It ain’t over until it’s over Yogi Berra A little while ago, I wrote that I personally was entering a “new phase” in how I looked at the upcoming primaries. As they got closer, we’d start to see more actual on-the-ground polling in the earliest states, and that’s how elections are actually decided, state by state. I said that from then on, I was going to start calculating more based on those early primary polls, as opposed to the more generic national polls. That tree is starting to bear some fruit. There are several things in these early polls that look just about what I thought they’d look like, but also some indicators that there may be some serious roiling of the waters yet to come, especially in early states. Here’s some of the thing’s I’ve noticed. For one thing, the race seems basically stable. Biden, Warren, and Sanders seem to be in pretty much a pick-em race, with Warren and Biden normally topping the list. Also, Mayor Pete is having an uptick in Iowa, which I said he might, since he had put a lot of ground troops in, and Indiana was close enough to Iowa for a little South Bend news to leak in by osmosis. But one thing was a little surprising to me. While the field appears basically stable, a large percentage of voters in Iowa and New Hampshire say that they may well still change their minds before primary day. Some of this may be that there are still so many flavor-of-the-month candidates in the race that people are still taking their teaspoons, before deciding which half gallon to take home from the store with them. Also, one poll showed that even in 2019, one of Elizabeth Warren’s major hurdles is electability. Even for the Goddess Of Plans, there is still a mental mountain to climb there. The combination of the numbers staying so tight in their bands for the front runners, along with the majority of voters saying that they are still open to changing their minds before polling day, that combination is making me think that there could be another dynamic that emerges here, and one that could benefit two particular people who aren’t getting much attention. I’ve written previously that there are three basic lanes, there’s the “traditional” lane, which Biden has to himself, with it’s current 27% or so. There’s the “far progressive” lane, which has Sanders and Warren sharing about 42% or so of the vote. And then there’s the “moderate progressive” lane with still close to a dozen candidates in it. And I’m starting to think that that particular lane is where the action may be for a while going forward. The voters who are occupying that lane are there for a reason. They’re there because Biden is just a wee too “old school” and stodgy for them, but Warren and Sanders are too far “out there” on the left for their comfort zone. Some of the lowest-if-the-low are slowly beginning to shuffle off to Buffalo. And from where I’m sitting, as long as there are still “moderate progressive” candidates in that lane, that is where the stragglers from the departing candidates will stay. Look, none of the bottom tier candidates have much support, otherwise they wouldn’t be bottom tier. But as more of […]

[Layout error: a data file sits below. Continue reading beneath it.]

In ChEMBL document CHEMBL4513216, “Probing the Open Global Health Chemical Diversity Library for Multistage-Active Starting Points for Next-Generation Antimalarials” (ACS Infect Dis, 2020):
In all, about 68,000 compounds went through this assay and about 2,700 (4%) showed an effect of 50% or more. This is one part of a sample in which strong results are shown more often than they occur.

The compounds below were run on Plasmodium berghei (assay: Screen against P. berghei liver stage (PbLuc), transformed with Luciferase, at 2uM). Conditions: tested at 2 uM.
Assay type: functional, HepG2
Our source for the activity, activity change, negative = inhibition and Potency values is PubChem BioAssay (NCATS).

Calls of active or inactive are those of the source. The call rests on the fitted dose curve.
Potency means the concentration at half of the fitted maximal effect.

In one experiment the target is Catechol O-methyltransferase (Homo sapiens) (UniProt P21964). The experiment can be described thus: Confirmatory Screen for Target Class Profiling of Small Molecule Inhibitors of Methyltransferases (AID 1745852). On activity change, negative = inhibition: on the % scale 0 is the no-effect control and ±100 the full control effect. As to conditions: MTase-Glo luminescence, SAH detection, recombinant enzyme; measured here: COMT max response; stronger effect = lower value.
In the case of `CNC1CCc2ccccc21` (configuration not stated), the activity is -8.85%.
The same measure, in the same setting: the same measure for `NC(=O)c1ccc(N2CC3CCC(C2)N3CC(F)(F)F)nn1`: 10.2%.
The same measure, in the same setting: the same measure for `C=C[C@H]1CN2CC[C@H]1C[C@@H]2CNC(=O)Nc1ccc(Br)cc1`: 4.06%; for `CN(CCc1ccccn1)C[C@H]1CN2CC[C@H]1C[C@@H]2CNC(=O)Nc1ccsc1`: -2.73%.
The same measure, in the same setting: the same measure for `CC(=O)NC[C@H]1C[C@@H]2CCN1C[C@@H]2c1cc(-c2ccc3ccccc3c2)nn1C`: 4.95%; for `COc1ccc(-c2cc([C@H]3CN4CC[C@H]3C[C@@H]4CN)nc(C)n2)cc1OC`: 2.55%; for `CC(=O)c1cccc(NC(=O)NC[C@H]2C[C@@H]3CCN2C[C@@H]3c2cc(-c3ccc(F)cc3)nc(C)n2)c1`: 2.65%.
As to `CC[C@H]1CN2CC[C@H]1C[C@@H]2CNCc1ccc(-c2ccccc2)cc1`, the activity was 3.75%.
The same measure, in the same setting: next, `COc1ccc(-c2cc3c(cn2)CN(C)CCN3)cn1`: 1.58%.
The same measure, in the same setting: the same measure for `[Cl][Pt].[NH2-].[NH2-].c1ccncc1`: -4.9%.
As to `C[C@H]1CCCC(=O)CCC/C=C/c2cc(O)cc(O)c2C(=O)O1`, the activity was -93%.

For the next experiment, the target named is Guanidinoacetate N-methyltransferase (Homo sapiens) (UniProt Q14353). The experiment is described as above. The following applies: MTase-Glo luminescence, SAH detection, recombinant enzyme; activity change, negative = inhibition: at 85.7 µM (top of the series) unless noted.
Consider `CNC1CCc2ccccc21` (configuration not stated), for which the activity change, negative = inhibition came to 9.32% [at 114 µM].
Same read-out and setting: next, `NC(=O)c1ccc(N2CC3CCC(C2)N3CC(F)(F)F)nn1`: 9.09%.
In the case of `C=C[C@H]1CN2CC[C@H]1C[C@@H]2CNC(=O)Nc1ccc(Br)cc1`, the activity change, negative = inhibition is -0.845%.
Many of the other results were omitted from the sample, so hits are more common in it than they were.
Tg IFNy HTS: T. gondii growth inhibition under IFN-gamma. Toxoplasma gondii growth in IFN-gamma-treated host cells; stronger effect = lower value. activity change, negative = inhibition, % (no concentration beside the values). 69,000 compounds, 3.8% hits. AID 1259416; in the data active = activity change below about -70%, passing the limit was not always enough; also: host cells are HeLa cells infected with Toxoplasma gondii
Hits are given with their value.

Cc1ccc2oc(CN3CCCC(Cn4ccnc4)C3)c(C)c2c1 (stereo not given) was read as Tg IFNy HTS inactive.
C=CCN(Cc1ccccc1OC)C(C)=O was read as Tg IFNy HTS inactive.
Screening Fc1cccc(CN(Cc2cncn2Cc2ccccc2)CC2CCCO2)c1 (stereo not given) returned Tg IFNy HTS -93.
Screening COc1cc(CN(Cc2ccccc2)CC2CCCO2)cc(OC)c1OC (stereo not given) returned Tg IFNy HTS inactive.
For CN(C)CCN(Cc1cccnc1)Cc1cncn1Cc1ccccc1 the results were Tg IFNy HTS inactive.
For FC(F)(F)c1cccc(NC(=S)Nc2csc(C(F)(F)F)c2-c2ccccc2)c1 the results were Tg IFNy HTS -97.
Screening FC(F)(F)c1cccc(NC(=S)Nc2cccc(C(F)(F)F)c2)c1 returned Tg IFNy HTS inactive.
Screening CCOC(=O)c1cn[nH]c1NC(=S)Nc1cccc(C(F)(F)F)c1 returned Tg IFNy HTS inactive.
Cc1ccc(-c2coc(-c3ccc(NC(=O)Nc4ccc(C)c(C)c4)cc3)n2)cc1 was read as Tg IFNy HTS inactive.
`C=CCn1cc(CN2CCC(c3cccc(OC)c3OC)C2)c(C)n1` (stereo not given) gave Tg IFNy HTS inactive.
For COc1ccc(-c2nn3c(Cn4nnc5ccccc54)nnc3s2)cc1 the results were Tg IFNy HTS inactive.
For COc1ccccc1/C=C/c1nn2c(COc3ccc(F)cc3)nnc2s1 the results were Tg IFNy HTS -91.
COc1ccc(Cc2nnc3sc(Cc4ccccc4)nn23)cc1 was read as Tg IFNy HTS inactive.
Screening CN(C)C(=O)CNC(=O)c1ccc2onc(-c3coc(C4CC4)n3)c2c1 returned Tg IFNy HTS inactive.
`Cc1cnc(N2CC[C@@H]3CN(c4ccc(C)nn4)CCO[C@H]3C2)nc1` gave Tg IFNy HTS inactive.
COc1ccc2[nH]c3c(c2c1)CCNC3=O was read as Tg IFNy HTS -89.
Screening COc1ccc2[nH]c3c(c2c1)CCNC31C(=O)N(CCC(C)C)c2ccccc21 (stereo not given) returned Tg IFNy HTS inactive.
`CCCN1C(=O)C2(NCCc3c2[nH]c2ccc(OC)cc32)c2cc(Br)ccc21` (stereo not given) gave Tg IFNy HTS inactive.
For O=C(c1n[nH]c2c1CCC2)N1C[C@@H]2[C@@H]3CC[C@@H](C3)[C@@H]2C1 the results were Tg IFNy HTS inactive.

Sometimes people in Washington get it plain wrong!
If conservatives support police killing citizens without justification, climate denial, fact denial, science denial, racist and misogynistic behavior, or a litany of other absurd points of view about numerous important issues, we call them out.